‘One step at a time,’: Women Leading the Charge at Michigan Chronicle’s Pancakes & Politics Finale Panel

Photo Credit: Monica Morgan Photography

“This is a man’s world, but it isn’t much without a woman.” James Brown’s words resonate deeply, especially when reflecting on the powerful gathering on June 18, 2024. The 16th floor of One Campus Martius set the stage for the final panel of Michigan Chronicle’s Pancakes and Politics 19th annual four-part forum. This finale was an absolute testament to the views from the 16th floor, for Michigan and specifically for the city of Detroit, the sky is the limit.

Tuesday’s theme was simple yet profound: Women Who Lead. Leading this innovative conversation were esteemed panelists: Colleen Corken Grant, Market President iHeartRadio; Denise Brooks Williams, Executive Vice President and CEO of Care Delivery System Operations Henry Ford Health; and Jocelyn Benson, Secretary of State of Michigan. These influential women from Southeast Michigan shared their powerful voices and leadership insights. Like with all the panels, the brilliant Chairman and CEO of Sixteen42 Ventures, Dennis Archer Jr., sat as the cemented emcee.

Photo: Chairman and CEO of Sixteen42 Ventures, Dennis Archer Jr.; Colleen Corken Grant, Market President iHeartRadio; Denise Brooks Williams, Executive Vice President and CEO of Care Delivery System Operations Henry Ford Health; and Jocelyn Benson, Secretary of State of Michigan; Michael Bickers, PNC Regional President Detroit and Southeast Michigan; Hiram E. Jackson, Michigan Chronicle Publisher, Real Times Media CEO.

Name something that is an indicator of your grit and drive that says, “Oh, you’re going to be successful.” Jocelyn Benson, who ran the Boston Marathon at eight months pregnant while serving as Dean of Wayne State Law School at age 36, the youngest female dean in the country at that time, had a profound answer. “I was met with this decision: how much of myself do I give up to become a parent? My decision was simply to take it one day at a time and take the marathon one step at a time. I didn’t think I could do it. But my husband was very supportive. I read an article about a woman who had run a marathon with the same due date as me the year before. It was her story that inspired me to keep going. Running for me is such a metaphor for life, one step at a time. Anything is possible, and as women leaders, we set that tone.”

Authenticity matters. Being your true self is what makes diversity work. Women are slaying and showing up as their true selves. Denise Brooks Williams spoke about her first CEO opportunity in Battle Creek. “I picked my family up and moved to Battle Creek. As a career perspective, we go where the opportunity is. It was a huge pivot in my career that people still watch now.” Colleen Corken Grant shared her upbringing in a family of eight siblings. “Spending time with them and understanding how we all fit together and the differences in opinions and skills made me who I am and made me determined that I am more than capable. It was my family that helped me develop my own sense of resilience and grit.”

Oftentimes, women are put in a position to prioritize family versus career. That is a historic approach. How do these women leaders balance the process? Benson shared, “My son is eight, and before I got here today, I had to pack his lunch, set his clothes out for my husband to get him ready. But to me, my family is my sanctuary. To go home and jump on the trampoline with my son and husband at the end of the day, that is my safe space. As leaders, we do have to sacrifice, but treating family as a balance is a critical component that allows us to do everything else. We’re a team.” Grant added, “We’ve been married for over 20 years now, and for us, it’s very last-minute planning, but that’s just how we roll. It’s about having that support system at home that motivates me. If you really are trying to serve the community, they do understand the sacrifice.” Williams reflected on her journey with her daughters, now in their late twenties. “I would be the mom at my daughters’ track meet in a suit. I made sure that they saw me working, so they’d always be at events and in my office, but they fully understood what I was doing and that helped. I celebrate my 30th wedding anniversary soon, and we’ve been together since we were young. He has always invested in my dreams. They’re the center of my world.”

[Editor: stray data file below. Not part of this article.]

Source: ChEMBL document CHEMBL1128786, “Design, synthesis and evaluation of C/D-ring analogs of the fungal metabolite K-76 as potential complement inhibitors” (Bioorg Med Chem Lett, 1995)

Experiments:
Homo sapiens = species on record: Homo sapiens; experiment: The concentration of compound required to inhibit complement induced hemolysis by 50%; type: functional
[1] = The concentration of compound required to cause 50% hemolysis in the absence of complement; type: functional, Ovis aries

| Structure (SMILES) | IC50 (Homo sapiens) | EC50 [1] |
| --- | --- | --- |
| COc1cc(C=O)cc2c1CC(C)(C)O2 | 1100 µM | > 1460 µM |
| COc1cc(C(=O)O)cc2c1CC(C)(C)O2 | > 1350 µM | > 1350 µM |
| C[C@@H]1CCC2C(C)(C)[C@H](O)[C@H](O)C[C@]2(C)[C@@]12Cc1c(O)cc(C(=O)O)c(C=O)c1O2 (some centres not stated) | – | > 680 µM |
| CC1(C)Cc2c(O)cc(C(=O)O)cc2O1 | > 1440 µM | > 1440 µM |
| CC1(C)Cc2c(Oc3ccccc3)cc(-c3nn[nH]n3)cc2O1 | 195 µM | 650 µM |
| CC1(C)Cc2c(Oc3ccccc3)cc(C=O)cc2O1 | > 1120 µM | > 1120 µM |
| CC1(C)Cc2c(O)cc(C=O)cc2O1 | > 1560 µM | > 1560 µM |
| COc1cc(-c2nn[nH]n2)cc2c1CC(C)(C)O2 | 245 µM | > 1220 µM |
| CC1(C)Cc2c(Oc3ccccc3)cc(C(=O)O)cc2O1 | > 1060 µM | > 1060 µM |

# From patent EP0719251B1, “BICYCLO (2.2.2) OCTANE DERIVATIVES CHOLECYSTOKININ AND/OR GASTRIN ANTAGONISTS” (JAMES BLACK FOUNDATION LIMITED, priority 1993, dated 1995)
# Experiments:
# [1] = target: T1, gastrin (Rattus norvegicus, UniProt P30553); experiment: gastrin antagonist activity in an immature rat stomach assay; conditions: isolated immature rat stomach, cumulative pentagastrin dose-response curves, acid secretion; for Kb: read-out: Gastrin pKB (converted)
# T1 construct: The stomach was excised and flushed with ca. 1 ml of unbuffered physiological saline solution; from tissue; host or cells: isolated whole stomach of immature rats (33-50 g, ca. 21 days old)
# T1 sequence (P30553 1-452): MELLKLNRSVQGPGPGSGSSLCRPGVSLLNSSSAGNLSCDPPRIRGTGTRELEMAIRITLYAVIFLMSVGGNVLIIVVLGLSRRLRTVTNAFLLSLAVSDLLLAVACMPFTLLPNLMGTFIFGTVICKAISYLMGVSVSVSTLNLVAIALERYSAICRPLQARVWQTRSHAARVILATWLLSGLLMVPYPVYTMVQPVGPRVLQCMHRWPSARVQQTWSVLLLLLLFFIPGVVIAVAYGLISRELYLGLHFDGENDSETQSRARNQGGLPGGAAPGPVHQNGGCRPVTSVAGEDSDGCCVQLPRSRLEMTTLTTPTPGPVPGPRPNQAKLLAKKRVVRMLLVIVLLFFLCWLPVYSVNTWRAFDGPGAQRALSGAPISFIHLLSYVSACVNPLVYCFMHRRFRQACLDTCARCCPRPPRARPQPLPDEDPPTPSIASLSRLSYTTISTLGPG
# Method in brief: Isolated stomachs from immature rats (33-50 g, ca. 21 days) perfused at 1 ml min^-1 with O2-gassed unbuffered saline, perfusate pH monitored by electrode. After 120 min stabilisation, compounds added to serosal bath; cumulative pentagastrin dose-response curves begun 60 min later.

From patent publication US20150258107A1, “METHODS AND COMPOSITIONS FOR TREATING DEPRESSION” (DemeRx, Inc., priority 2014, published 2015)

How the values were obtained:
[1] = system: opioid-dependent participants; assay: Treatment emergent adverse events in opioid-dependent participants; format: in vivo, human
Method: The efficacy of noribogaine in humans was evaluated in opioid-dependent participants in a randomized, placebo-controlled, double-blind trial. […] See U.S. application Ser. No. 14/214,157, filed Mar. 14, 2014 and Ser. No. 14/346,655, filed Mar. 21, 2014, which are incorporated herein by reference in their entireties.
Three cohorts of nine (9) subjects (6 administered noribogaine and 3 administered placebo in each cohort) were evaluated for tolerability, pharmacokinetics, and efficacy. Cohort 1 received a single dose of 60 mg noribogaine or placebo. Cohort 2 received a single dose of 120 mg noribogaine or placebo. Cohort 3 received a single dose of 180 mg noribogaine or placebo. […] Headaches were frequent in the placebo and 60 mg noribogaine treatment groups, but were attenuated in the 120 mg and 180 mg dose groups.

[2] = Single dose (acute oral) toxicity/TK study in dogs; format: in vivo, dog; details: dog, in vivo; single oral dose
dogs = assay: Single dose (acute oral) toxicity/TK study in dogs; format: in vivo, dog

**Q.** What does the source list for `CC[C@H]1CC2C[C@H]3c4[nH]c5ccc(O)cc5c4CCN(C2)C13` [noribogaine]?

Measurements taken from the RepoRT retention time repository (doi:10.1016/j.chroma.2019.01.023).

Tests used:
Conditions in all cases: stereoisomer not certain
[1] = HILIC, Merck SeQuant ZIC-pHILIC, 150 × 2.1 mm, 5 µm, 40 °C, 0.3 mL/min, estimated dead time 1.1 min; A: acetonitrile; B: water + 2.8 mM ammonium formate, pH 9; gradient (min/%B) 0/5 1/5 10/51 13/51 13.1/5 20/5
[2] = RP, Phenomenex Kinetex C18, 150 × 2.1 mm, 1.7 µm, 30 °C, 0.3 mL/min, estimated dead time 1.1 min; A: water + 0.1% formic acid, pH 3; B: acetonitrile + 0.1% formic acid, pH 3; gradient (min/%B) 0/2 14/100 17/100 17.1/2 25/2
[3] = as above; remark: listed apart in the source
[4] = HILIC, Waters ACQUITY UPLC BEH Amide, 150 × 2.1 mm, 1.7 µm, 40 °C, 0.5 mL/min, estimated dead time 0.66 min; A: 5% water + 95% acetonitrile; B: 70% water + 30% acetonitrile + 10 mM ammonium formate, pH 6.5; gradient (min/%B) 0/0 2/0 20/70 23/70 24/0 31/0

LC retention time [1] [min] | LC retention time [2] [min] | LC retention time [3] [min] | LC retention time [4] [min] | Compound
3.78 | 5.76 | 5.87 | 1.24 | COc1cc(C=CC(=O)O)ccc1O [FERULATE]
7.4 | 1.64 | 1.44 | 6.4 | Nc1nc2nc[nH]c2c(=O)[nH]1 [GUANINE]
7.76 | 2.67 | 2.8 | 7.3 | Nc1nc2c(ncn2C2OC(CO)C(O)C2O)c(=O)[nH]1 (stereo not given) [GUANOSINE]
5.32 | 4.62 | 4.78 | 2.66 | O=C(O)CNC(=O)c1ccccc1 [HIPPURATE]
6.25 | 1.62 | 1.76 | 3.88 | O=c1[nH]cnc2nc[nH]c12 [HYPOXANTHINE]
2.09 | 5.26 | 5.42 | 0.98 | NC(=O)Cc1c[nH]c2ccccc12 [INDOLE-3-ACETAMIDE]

The importance of role models does not go unnoticed. What is the importance of women to be role models and specifically Black women to be role models for those behind you? Williams emphasized, “I take it very seriously. They look and say, ‘Oh wow, she can do it.’ You can have a family and be successful. What we see, we can achieve. I emulated a lot of women, and I hope that women now look to me and do the same.” Benson, who worked in sports, shared advice from her mentor. “No matter what you’re struggling with as a woman leader, there’s always going to be women who have more power than you. Learn from them. At the same time, there are going to be women who have less power than you. Help them. I know what feeling small feels like, so I am always reminded that I can help those who feel like what I once felt. I get to say this now where every political leader here in Michigan is led by women, and I get to have a powerful sisterhood within them, and I never feel like I am alone. We learn from each other.” Grant, at 54, expressed how it took years to be herself professionally. “Growing up, I couldn’t be emotional, and I had to say all the right things at the right time. It took me years to just be me. To show love in all that I do, and for me, that represents who I am. It took me a long time to get there in a professional setting. You don’t have to be rigid all the time, and that’s okay. I’m full of joy, so now as a role model, I try to teach people to be who they are.”